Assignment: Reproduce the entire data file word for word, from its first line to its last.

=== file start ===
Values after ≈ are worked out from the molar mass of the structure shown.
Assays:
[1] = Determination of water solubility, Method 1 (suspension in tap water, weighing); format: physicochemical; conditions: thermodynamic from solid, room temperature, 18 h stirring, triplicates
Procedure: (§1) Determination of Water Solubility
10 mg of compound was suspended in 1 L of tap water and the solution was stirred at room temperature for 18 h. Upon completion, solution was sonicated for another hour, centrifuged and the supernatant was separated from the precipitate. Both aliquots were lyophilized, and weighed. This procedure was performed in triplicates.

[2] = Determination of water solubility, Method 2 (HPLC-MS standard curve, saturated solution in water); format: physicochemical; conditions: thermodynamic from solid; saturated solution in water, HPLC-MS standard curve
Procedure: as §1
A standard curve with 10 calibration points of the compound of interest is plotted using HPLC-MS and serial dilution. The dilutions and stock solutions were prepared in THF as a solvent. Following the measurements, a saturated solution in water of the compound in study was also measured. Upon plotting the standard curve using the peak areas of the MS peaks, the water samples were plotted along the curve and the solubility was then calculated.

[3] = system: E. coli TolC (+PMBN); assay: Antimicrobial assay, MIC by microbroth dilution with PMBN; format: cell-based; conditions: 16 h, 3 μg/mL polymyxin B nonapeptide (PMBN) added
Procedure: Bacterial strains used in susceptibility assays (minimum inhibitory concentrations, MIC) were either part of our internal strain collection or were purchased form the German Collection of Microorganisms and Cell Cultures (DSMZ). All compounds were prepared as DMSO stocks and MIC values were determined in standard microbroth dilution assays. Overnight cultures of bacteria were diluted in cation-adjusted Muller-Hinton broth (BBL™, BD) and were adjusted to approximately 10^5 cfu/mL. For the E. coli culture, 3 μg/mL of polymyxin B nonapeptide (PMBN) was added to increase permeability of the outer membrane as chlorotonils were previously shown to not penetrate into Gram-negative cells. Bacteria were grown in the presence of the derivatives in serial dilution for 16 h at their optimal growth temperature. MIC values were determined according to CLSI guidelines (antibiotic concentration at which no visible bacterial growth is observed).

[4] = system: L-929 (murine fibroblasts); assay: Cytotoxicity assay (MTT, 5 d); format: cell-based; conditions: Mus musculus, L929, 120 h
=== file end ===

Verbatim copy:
Values after ≈ are worked out from the molar mass of the structure shown.
Assays:
[1] = Determination of water solubility, Method 1 (suspension in tap water, weighing); format: physicochemical; conditions: thermodynamic from solid, room temperature, 18 h stirring, triplicates
Procedure: (§1) Determination of Water Solubility
10 mg of compound was suspended in 1 L of tap water and the solution was stirred at room temperature for 18 h. Upon completion, solution was sonicated for another hour, centrifuged and the supernatant was separated from the precipitate. Both aliquots were lyophilized, and weighed. This procedure was performed in triplicates.

[2] = Determination of water solubility, Method 2 (HPLC-MS standard curve, saturated solution in water); format: physicochemical; conditions: thermodynamic from solid; saturated solution in water, HPLC-MS standard curve
Procedure: as §1
A standard curve with 10 calibration points of the compound of interest is plotted using HPLC-MS and serial dilution. The dilutions and stock solutions were prepared in THF as a solvent. Following the measurements, a saturated solution in water of the compound in study was also measured. Upon plotting the standard curve using the peak areas of the MS peaks, the water samples were plotted along the curve and the solubility was then calculated.

[3] = system: E. coli TolC (+PMBN); assay: Antimicrobial assay, MIC by microbroth dilution with PMBN; format: cell-based; conditions: 16 h, 3 μg/mL polymyxin B nonapeptide (PMBN) added
Procedure: Bacterial strains used in susceptibility assays (minimum inhibitory concentrations, MIC) were either part of our internal strain collection or were purchased form the German Collection of Microorganisms and Cell Cultures (DSMZ). All compounds were prepared as DMSO stocks and MIC values were determined in standard microbroth dilution assays. Overnight cultures of bacteria were diluted in cation-adjusted Muller-Hinton broth (BBL™, BD) and were adjusted to approximately 10^5 cfu/mL. For the E. coli culture, 3 μg/mL of polymyxin B nonapeptide (PMBN) was added to increase permeability of the outer membrane as chlorotonils were previously shown to not penetrate into Gram-negative cells. Bacteria were grown in the presence of the derivatives in serial dilution for 16 h at their optimal growth temperature. MIC values were determined according to CLSI guidelines (antibiotic concentration at which no visible bacterial growth is observed).

[4] = system: L-929 (murine fibroblasts); assay: Cytotoxicity assay (MTT, 5 d); format: cell-based; conditions: Mus musculus, L929, 120 h